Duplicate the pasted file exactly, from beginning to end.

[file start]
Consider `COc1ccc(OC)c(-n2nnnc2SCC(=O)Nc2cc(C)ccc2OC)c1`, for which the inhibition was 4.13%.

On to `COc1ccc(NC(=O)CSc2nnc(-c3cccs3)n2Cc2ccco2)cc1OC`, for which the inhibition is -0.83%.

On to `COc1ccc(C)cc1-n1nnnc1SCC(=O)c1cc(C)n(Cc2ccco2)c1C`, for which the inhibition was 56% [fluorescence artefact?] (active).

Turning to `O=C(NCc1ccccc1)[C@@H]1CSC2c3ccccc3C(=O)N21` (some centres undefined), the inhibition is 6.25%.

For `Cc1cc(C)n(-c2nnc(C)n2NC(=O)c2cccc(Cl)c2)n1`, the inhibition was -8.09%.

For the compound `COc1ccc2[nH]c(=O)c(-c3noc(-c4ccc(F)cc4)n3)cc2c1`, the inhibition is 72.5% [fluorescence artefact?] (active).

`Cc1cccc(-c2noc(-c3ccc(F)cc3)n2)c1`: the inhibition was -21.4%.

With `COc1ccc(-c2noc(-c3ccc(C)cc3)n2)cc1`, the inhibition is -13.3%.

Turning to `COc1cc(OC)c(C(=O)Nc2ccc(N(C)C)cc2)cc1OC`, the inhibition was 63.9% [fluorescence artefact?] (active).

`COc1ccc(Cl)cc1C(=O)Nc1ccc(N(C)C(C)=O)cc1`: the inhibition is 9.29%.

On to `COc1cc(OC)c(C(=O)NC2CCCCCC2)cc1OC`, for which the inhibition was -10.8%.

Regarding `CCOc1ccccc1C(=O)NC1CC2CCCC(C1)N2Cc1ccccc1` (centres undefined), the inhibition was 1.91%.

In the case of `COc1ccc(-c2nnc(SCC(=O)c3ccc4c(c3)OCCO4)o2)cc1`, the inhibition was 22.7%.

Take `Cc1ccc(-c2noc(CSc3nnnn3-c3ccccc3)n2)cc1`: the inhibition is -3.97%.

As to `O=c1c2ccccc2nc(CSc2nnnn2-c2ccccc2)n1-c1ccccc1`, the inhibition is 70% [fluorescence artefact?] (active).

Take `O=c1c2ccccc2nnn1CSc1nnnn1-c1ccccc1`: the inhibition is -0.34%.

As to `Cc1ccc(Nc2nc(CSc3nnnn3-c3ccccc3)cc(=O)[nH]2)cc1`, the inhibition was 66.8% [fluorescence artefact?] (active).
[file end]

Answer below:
Consider `COc1ccc(OC)c(-n2nnnc2SCC(=O)Nc2cc(C)ccc2OC)c1`, for which the inhibition was 4.13%.

On to `COc1ccc(NC(=O)CSc2nnc(-c3cccs3)n2Cc2ccco2)cc1OC`, for which the inhibition is -0.83%.

On to `COc1ccc(C)cc1-n1nnnc1SCC(=O)c1cc(C)n(Cc2ccco2)c1C`, for which the inhibition was 56% [fluorescence artefact?] (active).

Turning to `O=C(NCc1ccccc1)[C@@H]1CSC2c3ccccc3C(=O)N21` (some centres undefined), the inhibition is 6.25%.

For `Cc1cc(C)n(-c2nnc(C)n2NC(=O)c2cccc(Cl)c2)n1`, the inhibition was -8.09%.

For the compound `COc1ccc2[nH]c(=O)c(-c3noc(-c4ccc(F)cc4)n3)cc2c1`, the inhibition is 72.5% [fluorescence artefact?] (active).

`Cc1cccc(-c2noc(-c3ccc(F)cc3)n2)c1`: the inhibition was -21.4%.

With `COc1ccc(-c2noc(-c3ccc(C)cc3)n2)cc1`, the inhibition is -13.3%.

Turning to `COc1cc(OC)c(C(=O)Nc2ccc(N(C)C)cc2)cc1OC`, the inhibition was 63.9% [fluorescence artefact?] (active).

`COc1ccc(Cl)cc1C(=O)Nc1ccc(N(C)C(C)=O)cc1`: the inhibition is 9.29%.

On to `COc1cc(OC)c(C(=O)NC2CCCCCC2)cc1OC`, for which the inhibition was -10.8%.

Regarding `CCOc1ccccc1C(=O)NC1CC2CCCC(C1)N2Cc1ccccc1` (centres undefined), the inhibition was 1.91%.

In the case of `COc1ccc(-c2nnc(SCC(=O)c3ccc4c(c3)OCCO4)o2)cc1`, the inhibition was 22.7%.

Take `Cc1ccc(-c2noc(CSc3nnnn3-c3ccccc3)n2)cc1`: the inhibition is -3.97%.

As to `O=c1c2ccccc2nc(CSc2nnnn2-c2ccccc2)n1-c1ccccc1`, the inhibition is 70% [fluorescence artefact?] (active).

Take `O=c1c2ccccc2nnn1CSc1nnnn1-c1ccccc1`: the inhibition is -0.34%.

As to `Cc1ccc(Nc2nc(CSc3nnnn3-c3ccccc3)cc(=O)[nH]2)cc1`, the inhibition was 66.8% [fluorescence artefact?] (active).